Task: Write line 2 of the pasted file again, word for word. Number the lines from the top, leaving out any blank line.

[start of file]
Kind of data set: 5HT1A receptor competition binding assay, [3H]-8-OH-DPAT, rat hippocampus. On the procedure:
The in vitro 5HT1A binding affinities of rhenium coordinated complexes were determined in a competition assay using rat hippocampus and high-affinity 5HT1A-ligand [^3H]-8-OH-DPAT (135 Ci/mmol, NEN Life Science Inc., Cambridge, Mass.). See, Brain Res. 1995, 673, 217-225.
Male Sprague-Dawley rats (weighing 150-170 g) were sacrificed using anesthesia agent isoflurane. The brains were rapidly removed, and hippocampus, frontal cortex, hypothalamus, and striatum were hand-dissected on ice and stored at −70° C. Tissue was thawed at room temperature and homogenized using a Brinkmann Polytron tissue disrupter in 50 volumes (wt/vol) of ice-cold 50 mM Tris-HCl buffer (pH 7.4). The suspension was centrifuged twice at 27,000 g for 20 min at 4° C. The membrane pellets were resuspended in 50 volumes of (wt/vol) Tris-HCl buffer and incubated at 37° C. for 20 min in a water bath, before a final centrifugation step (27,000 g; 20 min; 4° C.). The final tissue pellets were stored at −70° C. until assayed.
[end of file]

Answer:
The in vitro 5HT1A binding affinities of rhenium coordinated complexes were determined in a competition assay using rat hippocampus and high-affinity 5HT1A-ligand [^3H]-8-OH-DPAT (135 Ci/mmol, NEN Life Science Inc., Cambridge, Mass.). See, Brain Res. 1995, 673, 217-225.